By Reef Check Executive Director Dr. Gregor Hodgson
The Bahamas is one of the most important coral reef countries in the Caribbean with 29 major islands, 661 small cays and over 2,300 rocky islets – many surrounded by reefs. The first Reef Check surveys in the Bahamas were carried out in 1999. Surveys have been carried out almost every year since by independent scientists and student groups from the Chicago City Day School. But given the vast size of the Bahamas, the sampling effort has been small and the government has not been involved.
More and more governments are recognizing the value of Reef Check surveys as a low-cost, broad-brush technique to track coral reef health and climate change — useful at both the MPA and national levels. The Bahamas Environment, Science & Technology (BEST) Commission is now implementing a UNEP GEF Project focusing on the marine environment. The project partners include The Nature Conservancy (TNC), The Bahamas National Trust (BNT), and The Department of Marine Resources (DMR). As part of the “Strengthening & Expanding of the MPA Network” component, there are 3 pilot projects: invasive alien species (the lionfish), incorporating climate change and mangrove restoration into conservation planning, and sustainable tourism and coral reef health.
According to the Project Coordinator, Laura Millar, “All three pilot projects are taking place within existing MPAs; the Exuma Cays Land and Sea Park (ECLSP) and the South Berry Islands Marine Reserve (SBIMR). Reef Check was selected as the methodology for establishing data on the baseline condition at these sites, as well as the tool for collecting data for monitoring and evaluation. It is anticipated that the most successful outcomes from each of the pilot projects will be scaled up and applied across other MPAs in The Bahamas.”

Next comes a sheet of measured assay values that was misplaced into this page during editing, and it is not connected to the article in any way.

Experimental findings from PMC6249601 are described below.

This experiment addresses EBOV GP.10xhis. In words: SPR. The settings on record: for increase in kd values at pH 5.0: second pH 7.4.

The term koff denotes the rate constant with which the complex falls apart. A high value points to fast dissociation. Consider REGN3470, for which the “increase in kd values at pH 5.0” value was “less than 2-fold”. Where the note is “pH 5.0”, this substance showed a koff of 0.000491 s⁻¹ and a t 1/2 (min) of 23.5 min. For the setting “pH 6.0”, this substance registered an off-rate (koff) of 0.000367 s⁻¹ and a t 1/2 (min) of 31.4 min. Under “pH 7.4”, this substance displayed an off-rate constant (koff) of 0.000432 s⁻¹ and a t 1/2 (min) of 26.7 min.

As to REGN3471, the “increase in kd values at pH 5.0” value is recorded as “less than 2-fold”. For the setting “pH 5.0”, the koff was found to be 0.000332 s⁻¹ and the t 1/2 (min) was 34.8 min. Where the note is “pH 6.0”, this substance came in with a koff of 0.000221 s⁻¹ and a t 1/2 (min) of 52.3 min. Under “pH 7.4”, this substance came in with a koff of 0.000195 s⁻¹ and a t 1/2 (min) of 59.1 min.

During the week of August 23rd, Laura arranged for thirteen participants from TNC, DMR and BNT to be trained as Reef Check EcoDivers in Nassau. The classroom sessions were followed by field training and a completed Reef Check survey at a local reef. The results of the surveys were quite interesting because they indicated that the popular dive site, Goulding Reef, has a healthy population of parrotfish, a resident reef shark, but few grouper, snapper or jacks – an indication of heavy fishing pressure. As it turns out, parrotfish are traditionally not considered a tasty food fish in the Bahamas.
All 13 participants in the training course are now certified EcoDivers and look forward to starting their surveys. Upon completion of their pre-requisites, some will be participating in the Training of Trainers Course later this year with the eventual goal of training over 70 EcoDivers in the Bahamas. With Reef Check now being supported by the key government agencies and NGO responsible for conservation, it will finally be possible to obtain a long term dataset from multiple islands and track coral reef health in the country, including the impacts of the rapidly reproducing invasive lionfish.